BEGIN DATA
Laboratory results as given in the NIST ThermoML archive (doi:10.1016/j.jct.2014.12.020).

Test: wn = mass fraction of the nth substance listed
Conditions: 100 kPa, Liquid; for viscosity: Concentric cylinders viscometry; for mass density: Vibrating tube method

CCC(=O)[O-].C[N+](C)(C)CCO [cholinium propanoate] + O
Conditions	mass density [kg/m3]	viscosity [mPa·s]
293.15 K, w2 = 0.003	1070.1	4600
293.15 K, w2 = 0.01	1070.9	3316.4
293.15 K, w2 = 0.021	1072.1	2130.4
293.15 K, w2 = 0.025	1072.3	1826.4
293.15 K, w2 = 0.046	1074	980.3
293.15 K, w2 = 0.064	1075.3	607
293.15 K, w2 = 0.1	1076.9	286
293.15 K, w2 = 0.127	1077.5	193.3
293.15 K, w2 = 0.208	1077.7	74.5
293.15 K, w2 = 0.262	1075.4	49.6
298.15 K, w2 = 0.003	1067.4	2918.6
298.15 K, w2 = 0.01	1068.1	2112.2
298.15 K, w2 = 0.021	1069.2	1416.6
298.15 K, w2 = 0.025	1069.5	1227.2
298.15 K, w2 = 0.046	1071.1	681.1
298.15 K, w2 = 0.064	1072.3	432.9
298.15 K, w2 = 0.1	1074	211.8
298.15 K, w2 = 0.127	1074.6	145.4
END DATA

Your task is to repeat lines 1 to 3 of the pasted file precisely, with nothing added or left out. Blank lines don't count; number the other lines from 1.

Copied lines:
Laboratory results as given in the NIST ThermoML archive (doi:10.1016/j.jct.2014.12.020).

Test: wn = mass fraction of the nth substance listed
Conditions: 100 kPa, Liquid; for viscosity: Concentric cylinders viscometry; for mass density: Vibrating tube method